From here to there and back again

Yes, I’m talking about my thoughts again, messy and muddled as they so often are.  Everything that’s happening with plans for the Freeschool for Canterbury is exciting, and rolling, and positive (even though I had to duck out of a meeting this week as I’ve been laid a bit low with a cold which has had me drained of all energy).  Everything to do with Boy 1 and school, and wondering what’s the best route for him has felt like its floundering.  What to do for the best?  To search for some possible learning disability or delay, or to leave well alone?  I can’t promise right now that I won’t change my mind again (afterall, that’s the greatest womans’ prerogative) but here’s where I currently have my feet planted:  I think I need to stop worrying about what Boy 1 might be held back by (I’ve come to realise this more and more when looking at the Reggio approach of focussing on a child’s strengths), I need to celebrate what he might excel at, and I need to pull him out of school and provide him with the tools for learning all he can on his own initiative.  I know The Man has concerns about this last point.  And he should.  I’m not the most patient of mummys.  I’m known to prefer to control a situation if I can, and this is the total and complete opposite to how unschooling works.  We might need me to return to work sometime and what do we do then?  I, on the other hand, am working from pure, gut instinct and it just won’t go away.  Someone else, like someone before me, is desperate for the library’s only copy of ‘Teach Your Own’ By John Holt.  I waited months for it, and I’ve only managed to skim read and mark out the most useful and relevent pieces in it before the next person is due their turn.  It has to be returned tomorrow.   It would seem that I’m not the only one desperate to make the right decision about this.  The Man is worried.  Worried for me.  He is concerned that if it doesn’t work out I will feel like a complete failure.  And I would.  But I don’t think it will be a mistake.  It’ll be hard and challenging but not a mistake.

Today was Parent’s Evening.  They kindly gave me the 3:30pm slot (as usual); I think they like to get me out of the way first.  The Man thinks I’m a cynic.  Maybe I am…but its interesting that I’ve always been given that first slot.   Perhaps I have this huge sign above my head, with a neon arrow: ‘Problem Parent’.  In which case I think I’m doing a fantastic job on behalf of Boy 1!  There was nothing to worry about.  I like his teacher.  The discussion was nice.  He is ‘making good progress’, Has ‘lots of friends’, is always ‘enthusiastic’ and has some great ideas.  He’s ‘exactly where a boy of his age should be’ (wherever that might be) with the slight exception of his handwriting which is massive, and uses capitals mid-word, and finger spaces can sometimes be omitted entirely.  His writing is bad.  But then how many of this new generation will be writing by hand anyway?  I’m not sure school is best placed to prepare our kids for their futures.  We need children who, rather than being spoon fed information and fitting into neat little (assessment) boxes, are able to think creatively, instinctively and adapt to a world which is changing faster than ever before.   We also recieved a letter stating that the school’s target for attendance is 96% and since Boy 1’s attendance so far this year has been at a disspointing 87% we are letting the side down and therefore any requests for time to be taken during school terms (for example for a holiday) will be considered with that taken into account (that is, will be rejected).  I would be more understanding if the letter drew attention to unauthorised absences but these are all accounted for.  Since I’m clearly one of the few parents in the school who respects the 48hr sickness policy they operate, we are now penalised for keeping our germs to ourselves and allowing our still small child to recover fully from the bugs (which he caught from classmates in the first place).  Can you tell I’m hacked off?  Thought so.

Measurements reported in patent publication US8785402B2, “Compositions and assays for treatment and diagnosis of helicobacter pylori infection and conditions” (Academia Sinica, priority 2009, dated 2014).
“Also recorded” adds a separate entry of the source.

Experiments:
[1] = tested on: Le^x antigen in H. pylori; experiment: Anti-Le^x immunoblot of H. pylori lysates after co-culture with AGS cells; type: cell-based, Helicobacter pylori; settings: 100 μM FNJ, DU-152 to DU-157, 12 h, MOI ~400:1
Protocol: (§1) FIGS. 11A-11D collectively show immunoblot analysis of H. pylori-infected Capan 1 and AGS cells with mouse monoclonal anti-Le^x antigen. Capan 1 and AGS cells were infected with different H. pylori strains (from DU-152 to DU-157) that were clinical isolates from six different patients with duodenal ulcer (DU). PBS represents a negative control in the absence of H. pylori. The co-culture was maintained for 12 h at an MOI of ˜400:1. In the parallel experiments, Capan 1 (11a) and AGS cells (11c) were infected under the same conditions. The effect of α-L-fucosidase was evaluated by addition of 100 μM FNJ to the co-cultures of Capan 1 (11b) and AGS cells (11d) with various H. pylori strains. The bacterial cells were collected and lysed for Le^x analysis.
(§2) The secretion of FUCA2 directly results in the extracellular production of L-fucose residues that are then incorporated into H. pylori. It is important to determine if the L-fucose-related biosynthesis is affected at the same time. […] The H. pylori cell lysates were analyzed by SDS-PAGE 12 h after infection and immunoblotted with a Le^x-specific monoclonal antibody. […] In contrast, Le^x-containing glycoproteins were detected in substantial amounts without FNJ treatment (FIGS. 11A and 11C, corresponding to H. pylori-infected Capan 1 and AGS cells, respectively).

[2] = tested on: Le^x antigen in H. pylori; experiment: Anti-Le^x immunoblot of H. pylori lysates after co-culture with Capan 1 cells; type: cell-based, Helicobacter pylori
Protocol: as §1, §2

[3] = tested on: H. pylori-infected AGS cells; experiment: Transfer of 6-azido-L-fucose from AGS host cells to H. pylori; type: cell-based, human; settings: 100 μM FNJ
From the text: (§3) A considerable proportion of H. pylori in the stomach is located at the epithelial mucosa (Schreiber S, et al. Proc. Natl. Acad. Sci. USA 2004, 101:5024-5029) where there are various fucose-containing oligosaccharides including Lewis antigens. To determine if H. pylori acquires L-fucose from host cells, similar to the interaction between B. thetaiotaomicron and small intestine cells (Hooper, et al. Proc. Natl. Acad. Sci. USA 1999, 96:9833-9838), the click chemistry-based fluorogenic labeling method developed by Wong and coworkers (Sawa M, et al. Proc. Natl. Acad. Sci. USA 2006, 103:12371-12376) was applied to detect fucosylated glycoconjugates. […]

OK, in an attempt to take a long, deep breath I’m going to change the subject and remind myself that spring really is just around the corner.   Depsite a day of rain today it was mild, and the previous two days were absolutely gorgeous.  The bulbs are coming up in the pots my lovely mum-in-law planted up with the kids, the daffodils along our street are about to bloom, and the first of the local lambs are now out in the fields (am I painting a picture of bucolic bliss?  Good!).  At the weekend I used the older digital SLR to take some picures for the 52 Project and when I downloaded the shots, I stumbled across some photos we’d taken during last summer that had been forgotten about.  I am now looking forward to spring and summer this year, more than ever.  Here is one of the surprise summer shots I found.  Boy 2, with his blonde locks, now mostly gone, judging the height of the wall in our garden.  Oh how I hope that we have enough sun this year to bleach his hair.  Last year we went to Puglia in Southern Italy for Whitsun and his hair just changed over the space of ten days.  No Mediterranean sun for us this year, sadly, so we need the good old British summer to man-up to the job instead.  Here’s hoping…


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